Videos and images from the massive strikes in Hong Kong, New Zealand, Germany and other nations quickly spread across social media:

Iosef Boraei, a youth activist with Young Friends of the Earth Cyprus who helped organize strikes in Nicosia, said students are striking because young people "are on the front line of climate change."

"We cannot leave our future in anybody else's hands, the people in power have lost our trust, and it's now up to us to take the lead," Boraei said. "Governments should listen to science and to those who will be affected the most. Fossil fuels must stop being extracted, we must change politics, the current economy and all aspects of our current lifestyle—a system change. And this has to happen now."

Reposted with permission from our media associate Common Dreams.

A dugong, also called a sea cow, swims with golden pilot jacks near Marsa Alam, Egypt, Red Sea. Alexis Rosenfeld / Getty Images

In 2010, world leaders agreed to 20 targets to protect Earth's biodiversity over the next decade. By 2020, none of them had been met. Now, the question is whether the world can do any better once new targets are set during the meeting of the UN Convention on Biodiversity in Kunming, China later this year.

Read More Show Less

EcoWatch Daily Newsletter

President Joe Biden signs executive orders in the State Dining Room at the White House on Jan. 22, 2021 in Washington, DC. Jabin Botsford / The Washington Post via Getty Images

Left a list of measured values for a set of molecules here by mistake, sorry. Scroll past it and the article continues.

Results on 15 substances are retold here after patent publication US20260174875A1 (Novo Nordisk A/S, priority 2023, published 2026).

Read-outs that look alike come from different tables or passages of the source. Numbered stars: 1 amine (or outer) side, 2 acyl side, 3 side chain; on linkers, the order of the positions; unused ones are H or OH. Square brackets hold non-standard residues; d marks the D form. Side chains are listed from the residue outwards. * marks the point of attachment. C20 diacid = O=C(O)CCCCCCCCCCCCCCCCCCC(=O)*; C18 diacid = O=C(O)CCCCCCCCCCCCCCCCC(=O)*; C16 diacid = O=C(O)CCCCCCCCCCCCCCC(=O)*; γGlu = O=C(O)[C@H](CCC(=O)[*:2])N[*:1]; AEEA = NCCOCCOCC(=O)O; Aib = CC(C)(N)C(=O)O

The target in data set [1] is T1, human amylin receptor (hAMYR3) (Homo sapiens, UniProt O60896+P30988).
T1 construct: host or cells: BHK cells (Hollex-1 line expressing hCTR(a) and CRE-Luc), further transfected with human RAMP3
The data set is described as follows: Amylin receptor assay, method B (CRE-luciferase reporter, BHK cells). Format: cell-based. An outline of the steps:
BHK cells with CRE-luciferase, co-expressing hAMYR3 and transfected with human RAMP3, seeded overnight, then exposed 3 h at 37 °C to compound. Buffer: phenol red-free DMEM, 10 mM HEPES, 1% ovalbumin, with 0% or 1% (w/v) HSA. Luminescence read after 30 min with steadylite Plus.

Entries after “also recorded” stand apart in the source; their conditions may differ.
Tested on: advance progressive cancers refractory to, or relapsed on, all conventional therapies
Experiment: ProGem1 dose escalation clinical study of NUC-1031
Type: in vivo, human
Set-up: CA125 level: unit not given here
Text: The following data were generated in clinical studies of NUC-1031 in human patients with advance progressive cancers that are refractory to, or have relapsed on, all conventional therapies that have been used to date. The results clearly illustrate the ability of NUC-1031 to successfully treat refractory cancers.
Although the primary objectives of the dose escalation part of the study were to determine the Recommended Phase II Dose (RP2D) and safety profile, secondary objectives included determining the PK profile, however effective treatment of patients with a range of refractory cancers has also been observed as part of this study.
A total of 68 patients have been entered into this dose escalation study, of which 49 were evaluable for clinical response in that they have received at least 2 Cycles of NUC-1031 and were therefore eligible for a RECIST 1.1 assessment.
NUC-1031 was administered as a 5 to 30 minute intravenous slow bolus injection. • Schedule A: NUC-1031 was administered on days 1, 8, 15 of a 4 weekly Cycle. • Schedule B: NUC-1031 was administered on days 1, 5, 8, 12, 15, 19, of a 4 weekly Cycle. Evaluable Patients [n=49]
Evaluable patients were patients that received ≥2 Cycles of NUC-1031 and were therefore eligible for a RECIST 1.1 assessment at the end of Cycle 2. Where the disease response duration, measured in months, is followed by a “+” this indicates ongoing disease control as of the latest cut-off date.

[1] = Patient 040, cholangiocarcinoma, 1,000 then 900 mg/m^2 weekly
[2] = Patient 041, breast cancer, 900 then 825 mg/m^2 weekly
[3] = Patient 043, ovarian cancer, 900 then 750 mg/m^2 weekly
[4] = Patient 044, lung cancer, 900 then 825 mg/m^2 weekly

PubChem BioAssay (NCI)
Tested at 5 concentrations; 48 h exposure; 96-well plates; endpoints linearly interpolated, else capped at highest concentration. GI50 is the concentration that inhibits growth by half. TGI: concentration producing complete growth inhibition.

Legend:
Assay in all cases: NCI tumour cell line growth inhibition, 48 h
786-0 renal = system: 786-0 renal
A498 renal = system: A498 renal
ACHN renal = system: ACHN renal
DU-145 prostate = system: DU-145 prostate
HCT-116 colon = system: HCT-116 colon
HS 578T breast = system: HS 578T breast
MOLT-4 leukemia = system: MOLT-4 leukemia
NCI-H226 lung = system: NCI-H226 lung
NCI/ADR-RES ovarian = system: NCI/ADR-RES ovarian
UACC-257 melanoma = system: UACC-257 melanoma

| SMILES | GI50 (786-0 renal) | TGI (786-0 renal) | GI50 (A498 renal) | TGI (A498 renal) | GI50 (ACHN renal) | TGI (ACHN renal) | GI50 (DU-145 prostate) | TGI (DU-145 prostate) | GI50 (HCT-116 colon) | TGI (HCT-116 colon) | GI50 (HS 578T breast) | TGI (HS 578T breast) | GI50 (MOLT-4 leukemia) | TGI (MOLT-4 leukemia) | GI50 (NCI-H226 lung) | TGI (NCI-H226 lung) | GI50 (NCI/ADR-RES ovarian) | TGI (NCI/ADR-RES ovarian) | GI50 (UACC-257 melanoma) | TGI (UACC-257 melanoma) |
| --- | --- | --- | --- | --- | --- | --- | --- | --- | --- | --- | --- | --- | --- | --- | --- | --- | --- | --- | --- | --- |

By Andrew Rosenberg

The first 24 hours of the administration of President Joe Biden were filled not only with ceremony, but also with real action. Executive orders and other directives were quickly signed. More actions have followed. All consequential. Many provide a basis for not just undoing actions of the previous administration, but also making real advances in public policy to protect public health, safety, and the environment.

Read More Show Less

Trending

Melting ice forms a lake on free-floating ice jammed into the Ilulissat Icefjord during unseasonably warm weather on July 30, 2019 near Ilulissat, Greenland. Sean Gallup / Getty Images

A first-of-its-kind study has examined the satellite record to see how the climate crisis is impacting all of the planet's ice.

Read More Show Less
Probiotic rich foods. bit245 / iStock / Getty Images Plus

By Ana Maldonado-Contreras

Takeaways

  • Your gut is home to trillions of bacteria that are vital for keeping you healthy.
  • Some of these microbes help to regulate the immune system.
  • New research, which has not yet been peer-reviewed, shows the presence of certain bacteria in the gut may reveal which people are more vulnerable to a more severe case of COVID-19.

You may not know it, but you have an army of microbes living inside of you that are essential for fighting off threats, including the virus that causes COVID-19.

Read More Show Less
Michael Mann photo inset by Joshua Yospyn.

By Jeff Masters, Ph.D.

The New Climate War: the fight to take back our planet is the latest must-read book by leading climate change scientist and communicator Michael Mann of Penn State University.

Read More Show Less